This has to be one of the coolest song titles around for a local track. It conjures up images of seediness and unhealthiness. It is often the case that songs with great titles disappoint once the needle hits the record or lazer beam hits the disc or the central processor accesses the mp3 file (somehow the first of these 3 sounds best), but with this Neill Solomon classic you are not disappointed. The version he recorded with the Uptown Rhythm Dogs on the album ‘The Occupant’ is haunting, with seedy overtones.
There is a venom in the piano playing which feel like the player was hitting the keys in anger at the dark life that is being sung about. A sax wails its despair and sleigh bells shudder like a rattlesnake while Solomon’s gruff ‘voice in the wilderness’ vocals entwine themselves around the music. Making it a most deliciously decadent take away.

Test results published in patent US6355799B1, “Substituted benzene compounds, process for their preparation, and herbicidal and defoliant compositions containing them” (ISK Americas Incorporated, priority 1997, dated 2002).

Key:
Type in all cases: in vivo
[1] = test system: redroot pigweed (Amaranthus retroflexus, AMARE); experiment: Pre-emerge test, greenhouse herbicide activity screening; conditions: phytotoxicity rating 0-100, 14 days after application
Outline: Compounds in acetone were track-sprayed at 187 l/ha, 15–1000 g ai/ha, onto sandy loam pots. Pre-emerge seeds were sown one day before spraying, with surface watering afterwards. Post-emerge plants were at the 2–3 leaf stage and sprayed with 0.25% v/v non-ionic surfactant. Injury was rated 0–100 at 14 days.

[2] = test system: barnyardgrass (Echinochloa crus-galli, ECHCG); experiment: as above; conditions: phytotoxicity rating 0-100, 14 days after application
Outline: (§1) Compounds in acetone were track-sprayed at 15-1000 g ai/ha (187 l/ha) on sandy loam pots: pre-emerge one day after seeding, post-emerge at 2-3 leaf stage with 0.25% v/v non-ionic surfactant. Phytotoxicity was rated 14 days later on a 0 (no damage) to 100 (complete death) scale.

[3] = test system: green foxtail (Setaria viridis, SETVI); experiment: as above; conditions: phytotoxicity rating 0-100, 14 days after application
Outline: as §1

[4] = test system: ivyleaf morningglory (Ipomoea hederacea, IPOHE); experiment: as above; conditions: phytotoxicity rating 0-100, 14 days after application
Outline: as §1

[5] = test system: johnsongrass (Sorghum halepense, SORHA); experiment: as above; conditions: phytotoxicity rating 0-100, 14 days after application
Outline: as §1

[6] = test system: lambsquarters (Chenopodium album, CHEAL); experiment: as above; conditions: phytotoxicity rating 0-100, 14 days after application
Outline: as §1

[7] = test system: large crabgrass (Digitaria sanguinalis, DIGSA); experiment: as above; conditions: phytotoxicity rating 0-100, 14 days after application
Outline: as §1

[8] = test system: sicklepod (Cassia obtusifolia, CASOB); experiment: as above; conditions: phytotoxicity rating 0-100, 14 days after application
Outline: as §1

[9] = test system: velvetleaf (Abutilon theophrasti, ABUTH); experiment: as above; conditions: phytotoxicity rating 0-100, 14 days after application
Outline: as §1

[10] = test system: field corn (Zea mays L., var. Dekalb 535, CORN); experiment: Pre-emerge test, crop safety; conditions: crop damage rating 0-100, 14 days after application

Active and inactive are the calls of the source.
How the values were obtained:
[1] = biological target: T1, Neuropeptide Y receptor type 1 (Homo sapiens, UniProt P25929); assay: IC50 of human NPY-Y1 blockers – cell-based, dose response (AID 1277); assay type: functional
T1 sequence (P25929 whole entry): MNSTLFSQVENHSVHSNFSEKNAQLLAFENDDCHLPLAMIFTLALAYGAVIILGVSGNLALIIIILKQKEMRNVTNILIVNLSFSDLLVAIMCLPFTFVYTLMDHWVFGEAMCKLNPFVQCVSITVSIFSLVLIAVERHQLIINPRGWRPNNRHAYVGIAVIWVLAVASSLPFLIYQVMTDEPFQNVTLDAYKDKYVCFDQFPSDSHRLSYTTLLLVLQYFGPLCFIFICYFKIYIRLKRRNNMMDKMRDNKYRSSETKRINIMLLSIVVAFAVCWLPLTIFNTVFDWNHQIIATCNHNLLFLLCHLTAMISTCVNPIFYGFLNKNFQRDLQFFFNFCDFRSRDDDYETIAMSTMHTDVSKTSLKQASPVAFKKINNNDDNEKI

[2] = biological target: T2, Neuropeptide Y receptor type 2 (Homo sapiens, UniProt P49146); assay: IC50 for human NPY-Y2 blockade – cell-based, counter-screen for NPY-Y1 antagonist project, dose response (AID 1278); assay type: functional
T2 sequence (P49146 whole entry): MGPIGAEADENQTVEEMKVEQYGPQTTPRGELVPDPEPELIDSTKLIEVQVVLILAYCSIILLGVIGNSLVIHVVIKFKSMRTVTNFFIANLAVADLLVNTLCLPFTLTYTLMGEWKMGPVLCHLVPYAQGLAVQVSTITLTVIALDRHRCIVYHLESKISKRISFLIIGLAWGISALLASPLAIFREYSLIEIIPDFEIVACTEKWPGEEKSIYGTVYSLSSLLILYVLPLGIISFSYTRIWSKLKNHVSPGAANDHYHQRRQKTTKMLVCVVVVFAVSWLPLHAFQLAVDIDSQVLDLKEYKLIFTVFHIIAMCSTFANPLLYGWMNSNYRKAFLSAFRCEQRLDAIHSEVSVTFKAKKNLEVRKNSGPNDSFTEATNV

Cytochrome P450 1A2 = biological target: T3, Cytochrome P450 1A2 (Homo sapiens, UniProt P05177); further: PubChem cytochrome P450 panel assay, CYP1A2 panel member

The re-recorded version Solomon did with his band The Passengers is a quite different song as it is a reggae version with (almost) upbeat vocal, a stoned bass and some disposable ladies on backing vocals.
So now you have a menu of versions to choose from, but this is high class fast food. This is not a Big Mac of a song, there is real meat to it. This is flame grilled and juicy with loads of monkey glad sauce, crisp lettuce and tomato with a huge helping of vinegar drenched slup chips on the side. The added bonus here is that it won’t harden your arteries.
Were to find it:
The Occupant – Neill Solomon (1997), Fresh Music, NSCD001
Rule Of The Swallow – The Passengers, 1989, D.P.M.C. records, DMK9005 (Cassette ZDMK 9006)